A Cyberattack on Accounting Firm Deloitte Reveals Clients’ Emails

September 25, 2017

2:30 pm

Earlier this month we released a list rounding up the major internet security breaches of 2017, from WannaCry to HBO’s 1.5 terabyte leak to the Petya ransomware attacks. And of course we’ve already had another cyberattack since then. Read all about it here, after taking a few seconds to sigh heavily at the state of cybersecurity in 2017.

The Deloitte Breach

The Guardian broke the news this morning: Deloitte — one of the largest private firms in the U.S. — was hacked in an attack that went on unnoticed for months afterwards.

Deloitte is only admitting to a few clients having fallen victim to leaked information.

“So far, six of Deloitte’s clients have been told their information was ‘impacted’ by the hack. Deloitte’s internal review into the incident is ongoing.

 

The Guardian understands Deloitte discovered the hack in March this year, but it is believed the attackers may have had access to its systems since October or November 2016,” The Guardian writes.

The weak spot? The firm’s global email server, which was accessed through an administrator’s account that did not have two-step verification. In other words, it wasn’t as secure as many people’s smartphones. Of all the ways a company should secure its information, that’s a basic one.

What It Means

Stephen Cox, Chief Security Architect at SecureAuth, had this to say to TechCo in response to the Deloitte breach.

“The misuse of administrator credentials in the Deloitte incident is strong affirmation that identity is now at the center of information security,” Cox said in a statement. “We’re seeing breach after breach leveraging stolen credentials as an attack vector and even skilled information security practitioners are struggling with this threat. Part of the problem is a general lack of acknowledgement of the importance of identity security in relation to network and endpoint security; these are now the three pillars of security. We have highly distributed organizations across on-premise and cloud infrastructure. Identity is the glue that binds everything together.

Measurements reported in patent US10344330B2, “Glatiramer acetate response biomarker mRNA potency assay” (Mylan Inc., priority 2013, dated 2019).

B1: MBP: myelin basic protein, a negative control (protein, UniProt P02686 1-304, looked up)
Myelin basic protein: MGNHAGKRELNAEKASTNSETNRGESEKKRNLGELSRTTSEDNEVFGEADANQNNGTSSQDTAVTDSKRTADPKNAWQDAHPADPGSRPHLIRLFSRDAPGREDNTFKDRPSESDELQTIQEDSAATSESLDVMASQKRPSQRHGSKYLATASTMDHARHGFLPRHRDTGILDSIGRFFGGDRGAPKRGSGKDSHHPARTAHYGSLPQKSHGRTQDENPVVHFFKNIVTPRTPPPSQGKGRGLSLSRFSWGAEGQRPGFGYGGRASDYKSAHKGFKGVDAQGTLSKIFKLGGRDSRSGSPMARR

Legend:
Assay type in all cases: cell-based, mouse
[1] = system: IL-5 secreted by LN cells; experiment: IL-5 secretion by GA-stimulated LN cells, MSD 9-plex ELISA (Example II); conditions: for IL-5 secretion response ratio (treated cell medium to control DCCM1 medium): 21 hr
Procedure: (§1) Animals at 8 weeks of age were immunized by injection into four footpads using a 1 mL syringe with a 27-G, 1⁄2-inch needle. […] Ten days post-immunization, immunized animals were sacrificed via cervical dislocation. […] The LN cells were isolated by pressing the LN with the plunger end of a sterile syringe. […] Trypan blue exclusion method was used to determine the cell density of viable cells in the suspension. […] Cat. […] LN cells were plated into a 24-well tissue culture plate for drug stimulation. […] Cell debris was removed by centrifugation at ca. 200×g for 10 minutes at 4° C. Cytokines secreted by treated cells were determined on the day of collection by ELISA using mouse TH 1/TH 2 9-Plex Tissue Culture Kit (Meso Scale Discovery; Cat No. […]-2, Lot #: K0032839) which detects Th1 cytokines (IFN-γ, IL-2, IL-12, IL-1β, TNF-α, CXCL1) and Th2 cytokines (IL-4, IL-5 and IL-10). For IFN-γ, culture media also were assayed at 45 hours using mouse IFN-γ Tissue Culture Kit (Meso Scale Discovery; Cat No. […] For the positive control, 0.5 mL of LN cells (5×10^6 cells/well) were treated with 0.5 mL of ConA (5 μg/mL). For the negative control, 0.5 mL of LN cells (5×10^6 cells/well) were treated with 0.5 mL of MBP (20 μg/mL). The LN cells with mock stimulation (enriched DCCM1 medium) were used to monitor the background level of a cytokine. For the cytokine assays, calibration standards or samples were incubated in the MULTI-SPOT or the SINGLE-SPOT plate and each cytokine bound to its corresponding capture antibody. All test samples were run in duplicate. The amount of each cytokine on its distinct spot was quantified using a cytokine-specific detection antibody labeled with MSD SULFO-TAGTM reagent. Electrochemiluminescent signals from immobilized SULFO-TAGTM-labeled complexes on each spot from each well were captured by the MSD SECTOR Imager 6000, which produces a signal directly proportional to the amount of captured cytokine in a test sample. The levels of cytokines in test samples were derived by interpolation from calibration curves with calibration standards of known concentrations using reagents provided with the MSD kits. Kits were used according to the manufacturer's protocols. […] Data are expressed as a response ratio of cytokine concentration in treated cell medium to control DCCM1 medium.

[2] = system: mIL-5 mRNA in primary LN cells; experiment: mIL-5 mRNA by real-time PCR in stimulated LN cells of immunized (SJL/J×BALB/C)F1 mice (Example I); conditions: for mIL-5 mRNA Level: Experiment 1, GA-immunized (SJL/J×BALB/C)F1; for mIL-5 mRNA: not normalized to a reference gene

Organizations should be rethinking their approach to identity security. The password is dead and even vanilla two-factor authentication is not enough. We must raise the bar with adaptive access control methods that apply risk analysis and introduce a biometric second factor, eliminating the utterly broken technology of password-based authentication.”

And More Equifax Facts

Meanwhile, the Equifax news continues to develop. The credit reporting company’s leak was detected on July 29, 2017 and saw the breach of information from 143 million U.S. consumers, including names, Social Security numbers, addresses, birth dates, and even some drivers license numbers.

Now, news is out that the company had purchased ID Watchdog, an identification protection service, on August 10 — two weeks after they knew about the breach but a month before they disclosed it to the public.

“Denver-based ID Watchdog, founded in 2005, provides services like credit monitoring and identity theft notification for $15 to $20 per month. Equifax last month said it acquired the firm for $63 million without revealing at that time that its systems had been penetrated thus drastically enhancing the market for identity protection services,” Fortune explains.

Law enforcement officials in “about 40 states,” Fortune notes, are “investigating Equifax’s behavior” leading up to and following the data breach. At the risk of making a pun so bad I’ll become the target of a cyberattack, all these hacks are enough to make me wanna cry.

Read more about the tech world’s security challenges here at TechCo

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Adam is a writer with an interest in a variety of mediums, from podcasts to comic books to video essays to novels to blogging — too many, basically. He's based out of Seattle, and remains a staunch defender of his state's slogan: "sayWA." In his spare time, he recommends articles about science fiction on Twitter, @AdamRRowe

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